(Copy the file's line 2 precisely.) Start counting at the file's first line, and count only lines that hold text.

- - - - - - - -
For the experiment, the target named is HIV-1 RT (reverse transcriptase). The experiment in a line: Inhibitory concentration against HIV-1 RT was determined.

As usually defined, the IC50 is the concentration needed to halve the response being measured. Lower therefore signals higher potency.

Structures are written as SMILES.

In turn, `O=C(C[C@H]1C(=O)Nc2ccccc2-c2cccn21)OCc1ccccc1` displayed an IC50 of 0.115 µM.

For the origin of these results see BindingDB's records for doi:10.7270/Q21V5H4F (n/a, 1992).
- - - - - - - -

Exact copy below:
As usually defined, the IC50 is the concentration needed to halve the response being measured. Lower therefore signals higher potency.